The 71-year-old starchitect said the long-awaited deal - which values the company at £350 million - would secure the future of the firm and enable him to 'take a step back from the day-to-day running of the company' and allow him to 'concentrate on design research and strategy'.
Foster - who had held a 90 per cent stake in the firm - will head the new board as chairman; senior partner Mouzhan Majidi becomes chief executive. Original shareholders Spencer de Grey, David Nelson and Graham Philips all become senior executives.
Speaking of the 3i deal, which will help fund Foster & Partners' expansion into China, India and Middle East, Foster said: 'Traditionally people only end up in this kind of situation to be bailed out, and here we are going down the runway and it is the equivalent of putting on the afterburners - as if we are turbo-charging ourselves.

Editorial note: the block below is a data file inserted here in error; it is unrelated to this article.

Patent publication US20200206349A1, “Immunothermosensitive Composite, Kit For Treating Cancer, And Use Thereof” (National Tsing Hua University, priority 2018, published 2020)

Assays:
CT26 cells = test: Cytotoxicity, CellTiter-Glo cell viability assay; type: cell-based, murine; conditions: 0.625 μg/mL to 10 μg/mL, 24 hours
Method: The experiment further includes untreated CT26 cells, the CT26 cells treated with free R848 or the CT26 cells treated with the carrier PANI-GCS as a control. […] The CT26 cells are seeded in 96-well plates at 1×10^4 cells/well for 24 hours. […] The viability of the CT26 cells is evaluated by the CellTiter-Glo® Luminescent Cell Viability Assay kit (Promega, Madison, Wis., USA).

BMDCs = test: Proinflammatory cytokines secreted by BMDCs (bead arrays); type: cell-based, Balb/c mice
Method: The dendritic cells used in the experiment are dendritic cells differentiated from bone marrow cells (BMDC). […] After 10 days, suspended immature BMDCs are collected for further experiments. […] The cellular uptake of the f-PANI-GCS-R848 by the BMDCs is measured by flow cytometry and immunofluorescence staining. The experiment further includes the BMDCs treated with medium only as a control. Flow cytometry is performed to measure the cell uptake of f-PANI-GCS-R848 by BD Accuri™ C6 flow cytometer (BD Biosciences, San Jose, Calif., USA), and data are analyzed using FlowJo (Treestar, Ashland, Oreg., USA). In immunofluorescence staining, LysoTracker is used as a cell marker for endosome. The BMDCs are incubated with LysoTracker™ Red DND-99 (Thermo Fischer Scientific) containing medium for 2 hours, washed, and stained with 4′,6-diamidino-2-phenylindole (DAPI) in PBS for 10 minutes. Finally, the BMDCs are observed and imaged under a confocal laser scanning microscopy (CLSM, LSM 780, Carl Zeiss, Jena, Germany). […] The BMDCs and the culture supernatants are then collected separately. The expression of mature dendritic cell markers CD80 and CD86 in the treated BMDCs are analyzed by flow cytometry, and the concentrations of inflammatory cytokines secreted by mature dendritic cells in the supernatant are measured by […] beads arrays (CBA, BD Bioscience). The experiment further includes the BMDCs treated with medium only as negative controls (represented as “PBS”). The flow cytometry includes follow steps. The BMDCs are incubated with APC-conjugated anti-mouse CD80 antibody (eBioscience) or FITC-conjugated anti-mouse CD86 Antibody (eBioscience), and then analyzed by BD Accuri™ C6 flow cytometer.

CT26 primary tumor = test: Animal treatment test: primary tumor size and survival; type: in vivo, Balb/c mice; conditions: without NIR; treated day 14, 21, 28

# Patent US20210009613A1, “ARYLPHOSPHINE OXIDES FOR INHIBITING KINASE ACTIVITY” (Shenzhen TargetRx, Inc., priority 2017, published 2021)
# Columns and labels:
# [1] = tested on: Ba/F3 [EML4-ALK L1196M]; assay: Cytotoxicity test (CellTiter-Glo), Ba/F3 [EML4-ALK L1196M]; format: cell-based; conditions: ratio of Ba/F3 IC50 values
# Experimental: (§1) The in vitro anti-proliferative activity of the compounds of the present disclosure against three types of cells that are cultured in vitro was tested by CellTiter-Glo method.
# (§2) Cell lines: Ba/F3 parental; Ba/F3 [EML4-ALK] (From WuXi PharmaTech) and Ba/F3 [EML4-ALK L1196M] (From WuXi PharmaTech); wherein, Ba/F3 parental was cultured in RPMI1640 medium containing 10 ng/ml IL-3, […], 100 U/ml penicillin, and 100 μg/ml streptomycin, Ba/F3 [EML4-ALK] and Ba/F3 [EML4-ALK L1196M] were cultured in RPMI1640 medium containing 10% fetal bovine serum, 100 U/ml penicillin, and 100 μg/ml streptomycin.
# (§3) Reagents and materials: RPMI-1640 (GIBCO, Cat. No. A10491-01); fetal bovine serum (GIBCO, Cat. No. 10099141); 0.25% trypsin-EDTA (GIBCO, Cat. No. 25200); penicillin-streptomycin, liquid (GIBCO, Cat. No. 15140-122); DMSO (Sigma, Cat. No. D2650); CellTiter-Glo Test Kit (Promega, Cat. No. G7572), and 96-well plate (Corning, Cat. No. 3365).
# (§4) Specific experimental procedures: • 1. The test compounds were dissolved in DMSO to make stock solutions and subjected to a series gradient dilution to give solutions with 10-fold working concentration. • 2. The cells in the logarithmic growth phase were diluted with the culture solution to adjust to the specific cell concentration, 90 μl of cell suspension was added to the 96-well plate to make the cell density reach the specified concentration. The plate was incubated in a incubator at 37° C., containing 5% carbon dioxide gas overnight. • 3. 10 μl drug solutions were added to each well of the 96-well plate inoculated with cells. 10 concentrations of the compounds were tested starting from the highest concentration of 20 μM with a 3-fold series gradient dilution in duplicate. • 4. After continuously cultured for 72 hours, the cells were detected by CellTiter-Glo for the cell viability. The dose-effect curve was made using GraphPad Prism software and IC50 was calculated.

'We are doing this when we are on a creative high and on a very solid commercial base in terms of our order books. It is not something that we have to do - it is not provoked by some terrible crisis,' he added.
When asked if the firm's name would remain as Foster & Partners for at least the next 40 years, the man behind iconic buildings such as London's Gherkin and Millennium Bridge, France's Millau Viaduct and Hong Kong's Chep Lap Kok airport, said: 'Absolutely, I'm looking forward to my children joining. So yes. And in that sense it is a vote of confidence on my part in the team now, and the team in the future.'